A new three-year study seeks to identify how and why brain damage can occur as a result of seizures.
Funded by the medical charity Action Research , the project based at both Cambridge and London, could open up new possibilities of better targeted treatment, thereby improving the quality of life for thousands of people.
Action Research has announced the award of more than £119,000 to coincide with National Epilepsy Week (beginning May 20).
Dr Ruth Empson, of the School of Biological Sciences, Royal Holloway University of London, Egham, adds:
"It touches the lives of so many people, and as a result it places a heavy demand on the NHS, particularly care in the community. It is estimated that epilepsy places a burden of nearly £2billion on the UK economy each year."
Despite increased awareness and improved understanding, current medication isn’t fully beneficial for many sufferers. Dr Empson explains:
"Many of the drugs that most epilepsy patients receive were developed in the early part of the twentieth century, and although often effective, some people suffer considerable side effects."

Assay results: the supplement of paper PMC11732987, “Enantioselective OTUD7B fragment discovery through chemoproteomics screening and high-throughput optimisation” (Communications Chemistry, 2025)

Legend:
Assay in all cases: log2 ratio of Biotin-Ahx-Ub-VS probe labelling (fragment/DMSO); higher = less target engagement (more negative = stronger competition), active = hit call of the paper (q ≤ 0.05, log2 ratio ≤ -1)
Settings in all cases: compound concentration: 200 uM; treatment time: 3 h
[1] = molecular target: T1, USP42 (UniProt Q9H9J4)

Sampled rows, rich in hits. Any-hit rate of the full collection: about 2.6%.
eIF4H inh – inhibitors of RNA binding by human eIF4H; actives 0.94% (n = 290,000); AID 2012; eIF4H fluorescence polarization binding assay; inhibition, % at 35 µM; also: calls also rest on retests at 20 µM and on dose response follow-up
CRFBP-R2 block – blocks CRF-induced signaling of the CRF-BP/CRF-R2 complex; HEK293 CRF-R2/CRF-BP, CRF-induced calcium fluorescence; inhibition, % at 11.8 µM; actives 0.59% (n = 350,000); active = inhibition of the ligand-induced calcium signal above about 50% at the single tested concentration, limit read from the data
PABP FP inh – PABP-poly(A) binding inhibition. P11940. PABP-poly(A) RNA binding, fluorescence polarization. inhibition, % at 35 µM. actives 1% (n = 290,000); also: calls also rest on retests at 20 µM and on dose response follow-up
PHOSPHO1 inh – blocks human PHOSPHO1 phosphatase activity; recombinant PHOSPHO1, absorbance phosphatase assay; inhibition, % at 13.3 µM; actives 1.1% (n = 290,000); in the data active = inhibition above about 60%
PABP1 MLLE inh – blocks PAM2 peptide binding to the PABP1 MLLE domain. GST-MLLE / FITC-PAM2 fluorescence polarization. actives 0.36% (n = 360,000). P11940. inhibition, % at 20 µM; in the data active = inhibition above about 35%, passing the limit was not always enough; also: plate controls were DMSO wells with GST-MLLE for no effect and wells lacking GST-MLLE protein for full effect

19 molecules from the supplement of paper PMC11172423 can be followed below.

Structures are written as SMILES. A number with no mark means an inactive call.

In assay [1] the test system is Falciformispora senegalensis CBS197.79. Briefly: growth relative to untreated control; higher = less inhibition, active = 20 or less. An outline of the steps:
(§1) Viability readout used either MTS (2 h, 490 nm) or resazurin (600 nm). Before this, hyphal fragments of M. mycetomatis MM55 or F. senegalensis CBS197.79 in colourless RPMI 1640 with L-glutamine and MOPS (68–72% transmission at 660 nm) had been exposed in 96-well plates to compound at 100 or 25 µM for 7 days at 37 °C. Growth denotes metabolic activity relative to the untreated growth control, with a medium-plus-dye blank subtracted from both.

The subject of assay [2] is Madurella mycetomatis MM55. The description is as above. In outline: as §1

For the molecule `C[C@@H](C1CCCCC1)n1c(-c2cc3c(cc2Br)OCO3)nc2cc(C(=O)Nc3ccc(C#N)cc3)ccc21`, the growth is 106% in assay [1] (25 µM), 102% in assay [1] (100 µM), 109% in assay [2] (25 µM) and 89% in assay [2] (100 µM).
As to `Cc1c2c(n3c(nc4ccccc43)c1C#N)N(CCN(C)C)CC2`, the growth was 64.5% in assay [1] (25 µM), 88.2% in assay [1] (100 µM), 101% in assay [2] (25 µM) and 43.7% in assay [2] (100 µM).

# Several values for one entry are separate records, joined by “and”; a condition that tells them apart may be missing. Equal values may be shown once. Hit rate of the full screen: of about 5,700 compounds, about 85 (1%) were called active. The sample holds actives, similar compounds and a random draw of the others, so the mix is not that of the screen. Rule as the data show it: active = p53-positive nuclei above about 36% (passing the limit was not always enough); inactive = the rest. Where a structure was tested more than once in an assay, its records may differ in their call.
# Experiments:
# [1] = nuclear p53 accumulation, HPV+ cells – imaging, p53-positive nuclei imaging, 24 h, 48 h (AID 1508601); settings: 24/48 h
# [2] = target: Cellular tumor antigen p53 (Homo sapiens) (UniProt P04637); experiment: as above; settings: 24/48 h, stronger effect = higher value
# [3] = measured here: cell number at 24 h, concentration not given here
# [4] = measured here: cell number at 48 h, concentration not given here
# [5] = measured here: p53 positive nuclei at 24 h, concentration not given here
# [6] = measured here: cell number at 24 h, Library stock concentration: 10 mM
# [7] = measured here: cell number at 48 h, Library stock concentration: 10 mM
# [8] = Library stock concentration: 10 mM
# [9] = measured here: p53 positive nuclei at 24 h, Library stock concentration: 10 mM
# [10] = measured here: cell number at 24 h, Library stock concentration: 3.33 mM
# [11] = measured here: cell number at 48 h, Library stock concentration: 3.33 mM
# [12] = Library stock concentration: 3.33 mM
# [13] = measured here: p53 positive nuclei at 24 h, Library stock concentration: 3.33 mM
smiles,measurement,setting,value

This is because the drugs are not specific enough and not only interfere with the normal functions within the brain, but also affect parts of the body other than the brain. Dr Empsom says:
"There is therefore a great need to develop drugs that are more selective towards actions in the brain itself and that are targeted to what happens during a seizure."
Leading the project, Dr Armando Genazzani, of the Department of Pharmacology, University of Cambridge says that during an seizure, the normally well-ordered electrical activity in the brain is suddenly disturbed by chaotic and unregulated electrical discharges, including an influx of calcium ions into the brain cells.
Calcium is vital for life in that it controls important functions, such as communication, within all cells - including in the brain, but an excessive flood of calcium ions - as happens in a seizure – can lead to what’s known as ‘gene expression’, where certain genes are stimulated and ‘switched on’. This can spark a suicidal mechanism where nerve cells (neurons) associated with calcium are killed and lost, leading to a risk of brain damage.
By using modern genetic techniques, the research team aims to identify which genes are being ‘expressed’ or stimulated by epileptic seizures. Their detective work could lead to the development of specially-targeted drugs that not only stop the seizures worsening, but also prevent the cells from dying.
The study, worth more than £280,000, is developing new ways to examine the brain with MRI scans, opening up new possibilities for surgical techniques.